A San Luis Obispo brewery known for its entertainment events and craft beers has announced its planned move to a new location right around the corner as it prepares to close down for the next few months.
Bang the Drum Brewery, the vision of owner Noelle DuBois, signed a lease Monday to move into a nearby commercial space on the back side of a 17.5-acre business complex at 1150 Laurel Lane.
The business park is same one where Crux Climbing Center operates.
DuBois said Bang the Drum will need to renovate its new space and obtain its alcohol licensing before the intended public opening in October or November of its new 4,300-square-foot hub.
“We are really excited about this bigger space,” said DuBois. “We’ll continue to offer all the great events that we have (at the Orcutt location), along with beer, wine and cider. And we’ll be offering food as well with a new restaurant. We’ll just be able to do a lot more.”
The business center, under new ownership, has changed its name from the Attoll Business Complex to the Laurel Creek complex, said Henry Burrows, a property manager.
Burrows described the lease with Bang the Drum as a “long-term” agreement that will include the owner’s renovation of the outdoor patio.
Burrows said a plan to build about 700 new homes also have been tabled as the complex moves forward with housing new commercial tenants, including several startups and local businesses.
“There still could be some housing, but the focus will be on our commercial side,” Burrows said.
The new Bang the Drum location is about a five-minute walk along a nearby bike path from its old existing space at 950 Orcutt Road and can be accessed by vehicle from Laurel Lane.
Earlier this summer, Bang the Drum announced it had to move by Aug. 1 to make way for an approved, mixed-use development of 78 homes, commercial and office space on Orcutt.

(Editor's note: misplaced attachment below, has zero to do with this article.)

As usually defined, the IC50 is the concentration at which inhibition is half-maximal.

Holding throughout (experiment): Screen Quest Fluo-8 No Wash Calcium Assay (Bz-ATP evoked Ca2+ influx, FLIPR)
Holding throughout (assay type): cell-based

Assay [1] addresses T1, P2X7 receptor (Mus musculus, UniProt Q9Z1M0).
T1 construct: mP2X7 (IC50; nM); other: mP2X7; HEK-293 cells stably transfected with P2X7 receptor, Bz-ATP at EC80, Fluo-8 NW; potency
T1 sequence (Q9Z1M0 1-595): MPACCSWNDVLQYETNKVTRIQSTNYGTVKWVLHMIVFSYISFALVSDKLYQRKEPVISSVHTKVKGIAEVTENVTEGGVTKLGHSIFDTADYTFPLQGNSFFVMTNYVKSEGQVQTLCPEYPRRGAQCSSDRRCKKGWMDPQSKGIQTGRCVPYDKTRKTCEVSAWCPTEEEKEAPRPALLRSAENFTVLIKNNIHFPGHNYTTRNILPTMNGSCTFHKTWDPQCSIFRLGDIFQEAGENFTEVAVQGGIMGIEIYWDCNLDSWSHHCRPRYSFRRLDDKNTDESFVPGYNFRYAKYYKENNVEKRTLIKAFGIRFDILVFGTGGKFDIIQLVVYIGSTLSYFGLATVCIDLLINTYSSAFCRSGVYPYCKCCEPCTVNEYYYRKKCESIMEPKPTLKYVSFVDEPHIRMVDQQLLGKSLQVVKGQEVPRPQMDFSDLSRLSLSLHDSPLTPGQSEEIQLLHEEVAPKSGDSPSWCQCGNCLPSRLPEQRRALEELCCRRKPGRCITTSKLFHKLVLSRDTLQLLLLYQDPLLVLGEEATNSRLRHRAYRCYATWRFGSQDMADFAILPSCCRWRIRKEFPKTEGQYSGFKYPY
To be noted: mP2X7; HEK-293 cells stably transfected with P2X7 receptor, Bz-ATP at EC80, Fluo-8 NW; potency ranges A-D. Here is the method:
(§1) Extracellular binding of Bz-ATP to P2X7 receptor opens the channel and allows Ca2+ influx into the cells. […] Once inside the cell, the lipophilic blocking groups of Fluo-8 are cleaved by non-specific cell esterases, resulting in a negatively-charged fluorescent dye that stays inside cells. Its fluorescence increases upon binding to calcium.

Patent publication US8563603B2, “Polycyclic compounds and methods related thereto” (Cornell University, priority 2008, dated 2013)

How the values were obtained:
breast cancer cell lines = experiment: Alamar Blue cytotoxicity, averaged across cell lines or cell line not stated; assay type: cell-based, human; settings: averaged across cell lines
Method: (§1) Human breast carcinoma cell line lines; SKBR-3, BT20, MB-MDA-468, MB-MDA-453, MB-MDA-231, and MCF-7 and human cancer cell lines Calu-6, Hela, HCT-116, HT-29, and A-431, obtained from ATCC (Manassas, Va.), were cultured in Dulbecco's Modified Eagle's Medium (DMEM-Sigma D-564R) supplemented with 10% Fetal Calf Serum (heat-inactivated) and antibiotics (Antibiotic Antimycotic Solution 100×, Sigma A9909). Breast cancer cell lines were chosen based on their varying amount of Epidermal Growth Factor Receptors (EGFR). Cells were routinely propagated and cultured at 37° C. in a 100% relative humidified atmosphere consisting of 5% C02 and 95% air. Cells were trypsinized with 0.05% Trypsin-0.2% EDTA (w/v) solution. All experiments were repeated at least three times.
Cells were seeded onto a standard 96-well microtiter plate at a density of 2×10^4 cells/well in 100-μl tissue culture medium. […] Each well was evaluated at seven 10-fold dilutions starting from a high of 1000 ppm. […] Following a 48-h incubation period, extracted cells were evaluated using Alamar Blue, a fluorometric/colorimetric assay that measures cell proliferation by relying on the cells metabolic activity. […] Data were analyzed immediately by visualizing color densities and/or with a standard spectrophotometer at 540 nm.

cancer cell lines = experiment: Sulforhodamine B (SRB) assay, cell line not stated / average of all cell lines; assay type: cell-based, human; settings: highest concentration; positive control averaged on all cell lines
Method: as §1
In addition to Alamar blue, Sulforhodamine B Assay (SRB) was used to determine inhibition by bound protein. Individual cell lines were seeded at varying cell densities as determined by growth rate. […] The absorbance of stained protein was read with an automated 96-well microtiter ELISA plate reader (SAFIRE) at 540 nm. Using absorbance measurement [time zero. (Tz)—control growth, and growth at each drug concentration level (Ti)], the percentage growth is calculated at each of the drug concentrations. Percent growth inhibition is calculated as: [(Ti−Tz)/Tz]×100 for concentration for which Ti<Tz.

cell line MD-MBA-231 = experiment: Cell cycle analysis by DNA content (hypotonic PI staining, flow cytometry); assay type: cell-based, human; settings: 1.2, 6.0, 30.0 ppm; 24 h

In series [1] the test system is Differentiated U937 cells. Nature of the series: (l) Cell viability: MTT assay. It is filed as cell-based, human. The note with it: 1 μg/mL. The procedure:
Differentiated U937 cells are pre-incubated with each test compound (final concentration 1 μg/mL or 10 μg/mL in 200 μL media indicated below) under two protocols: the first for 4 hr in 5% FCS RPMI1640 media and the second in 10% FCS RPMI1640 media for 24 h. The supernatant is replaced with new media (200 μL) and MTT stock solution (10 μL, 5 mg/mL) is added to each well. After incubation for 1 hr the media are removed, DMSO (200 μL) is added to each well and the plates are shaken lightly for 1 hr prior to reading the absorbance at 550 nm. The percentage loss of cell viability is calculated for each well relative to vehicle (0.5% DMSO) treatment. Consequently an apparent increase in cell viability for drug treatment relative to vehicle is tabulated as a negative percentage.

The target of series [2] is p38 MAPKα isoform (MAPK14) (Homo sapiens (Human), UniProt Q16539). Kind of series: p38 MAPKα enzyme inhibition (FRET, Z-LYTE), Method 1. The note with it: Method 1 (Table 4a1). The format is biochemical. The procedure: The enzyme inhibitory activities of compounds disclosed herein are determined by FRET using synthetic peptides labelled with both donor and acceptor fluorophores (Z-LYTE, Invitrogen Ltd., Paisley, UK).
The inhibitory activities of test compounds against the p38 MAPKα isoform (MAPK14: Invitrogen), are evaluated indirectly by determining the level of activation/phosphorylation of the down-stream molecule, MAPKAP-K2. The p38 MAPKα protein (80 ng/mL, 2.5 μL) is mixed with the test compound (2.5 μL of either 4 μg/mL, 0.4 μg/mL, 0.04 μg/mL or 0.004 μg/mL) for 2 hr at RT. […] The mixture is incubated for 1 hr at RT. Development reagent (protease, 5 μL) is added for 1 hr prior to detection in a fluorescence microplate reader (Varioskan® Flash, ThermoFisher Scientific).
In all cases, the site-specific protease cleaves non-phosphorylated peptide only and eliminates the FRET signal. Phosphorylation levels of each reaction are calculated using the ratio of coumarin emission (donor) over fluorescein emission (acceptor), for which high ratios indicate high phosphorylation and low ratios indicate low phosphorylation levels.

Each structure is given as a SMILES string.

The brewery, which opened on Orcutt in 2014, will occupy the space where End of the Line Cafe used to operate.
DuBois said the food menu is still in flux, but one idea is to offer meat pies that pair well with their beers.
“We haven’t yet determined exactly what foods, but we tried some meat pies and they taste great with our beers,” DuBois said.
Bang the Drum’s new spot in the back is located alongside trees and a pathway from a parking lot of more than 250 spaces. Bang the Drum will be allotted 43 of those spaces.
“All of the things we’d like to improve with our spot now are here,” DuBois said. “We’re excited to be able to have dogs here as well.”
Bang the Drum will remodel the interior space to create a new staging area for music, comedy and more, along with its setup that DuBois describes as an artsy, homey feel similar to the 1,300-square-foot space they’re moving from.
Bang the Drum is having an all-day farewell celebration on Saturday, from noon to midnight, before the move, with several bands, music and food trucks available.
It will also host a regular social salsa dancing night every other Sunday hosted by Liliana and Michael Graham. The last salsa event at the old location will be Sunday from 7 to 10 p.m.
DuBois plans to continue hosting a variety of entertainment at the new location, from live band performances, to art shows, movie nights and trivia.
The brewery serves craft beers that include blonde ales, IPAs and a smoked porter with chipotle peppers.
Final events over the next few days before closure are available on Bang the Drum’s website at https://bangthedrumbrewery.com/ourevents.